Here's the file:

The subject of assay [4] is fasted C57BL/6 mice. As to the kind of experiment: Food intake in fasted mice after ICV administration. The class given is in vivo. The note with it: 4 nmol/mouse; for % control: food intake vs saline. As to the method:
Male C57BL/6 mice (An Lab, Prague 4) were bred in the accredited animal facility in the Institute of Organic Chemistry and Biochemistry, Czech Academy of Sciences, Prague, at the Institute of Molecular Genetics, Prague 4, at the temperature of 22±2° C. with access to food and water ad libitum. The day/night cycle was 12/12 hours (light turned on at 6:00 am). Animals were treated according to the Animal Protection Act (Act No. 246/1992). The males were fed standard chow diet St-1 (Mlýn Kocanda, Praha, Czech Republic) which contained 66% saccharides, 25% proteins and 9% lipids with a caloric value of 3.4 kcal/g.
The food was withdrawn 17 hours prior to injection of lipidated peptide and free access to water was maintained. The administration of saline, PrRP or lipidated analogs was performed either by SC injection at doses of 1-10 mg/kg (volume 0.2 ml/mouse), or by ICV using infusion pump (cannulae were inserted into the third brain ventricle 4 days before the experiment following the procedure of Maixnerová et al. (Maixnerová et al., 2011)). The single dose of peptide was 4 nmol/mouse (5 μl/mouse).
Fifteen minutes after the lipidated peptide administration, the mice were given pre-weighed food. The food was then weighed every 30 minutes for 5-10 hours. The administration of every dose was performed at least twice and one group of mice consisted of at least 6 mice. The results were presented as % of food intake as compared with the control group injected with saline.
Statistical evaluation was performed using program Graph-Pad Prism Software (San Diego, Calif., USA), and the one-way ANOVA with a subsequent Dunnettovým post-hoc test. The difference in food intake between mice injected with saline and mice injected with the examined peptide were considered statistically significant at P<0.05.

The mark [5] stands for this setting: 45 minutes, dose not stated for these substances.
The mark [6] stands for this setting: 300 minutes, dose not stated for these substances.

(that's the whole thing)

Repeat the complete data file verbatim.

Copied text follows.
The subject of assay [4] is fasted C57BL/6 mice. As to the kind of experiment: Food intake in fasted mice after ICV administration. The class given is in vivo. The note with it: 4 nmol/mouse; for % control: food intake vs saline. As to the method:
Male C57BL/6 mice (An Lab, Prague 4) were bred in the accredited animal facility in the Institute of Organic Chemistry and Biochemistry, Czech Academy of Sciences, Prague, at the Institute of Molecular Genetics, Prague 4, at the temperature of 22±2° C. with access to food and water ad libitum. The day/night cycle was 12/12 hours (light turned on at 6:00 am). Animals were treated according to the Animal Protection Act (Act No. 246/1992). The males were fed standard chow diet St-1 (Mlýn Kocanda, Praha, Czech Republic) which contained 66% saccharides, 25% proteins and 9% lipids with a caloric value of 3.4 kcal/g.
The food was withdrawn 17 hours prior to injection of lipidated peptide and free access to water was maintained. The administration of saline, PrRP or lipidated analogs was performed either by SC injection at doses of 1-10 mg/kg (volume 0.2 ml/mouse), or by ICV using infusion pump (cannulae were inserted into the third brain ventricle 4 days before the experiment following the procedure of Maixnerová et al. (Maixnerová et al., 2011)). The single dose of peptide was 4 nmol/mouse (5 μl/mouse).
Fifteen minutes after the lipidated peptide administration, the mice were given pre-weighed food. The food was then weighed every 30 minutes for 5-10 hours. The administration of every dose was performed at least twice and one group of mice consisted of at least 6 mice. The results were presented as % of food intake as compared with the control group injected with saline.
Statistical evaluation was performed using program Graph-Pad Prism Software (San Diego, Calif., USA), and the one-way ANOVA with a subsequent Dunnettovým post-hoc test. The difference in food intake between mice injected with saline and mice injected with the examined peptide were considered statistically significant at P<0.05.

The mark [5] stands for this setting: 45 minutes, dose not stated for these substances.
The mark [6] stands for this setting: 300 minutes, dose not stated for these substances.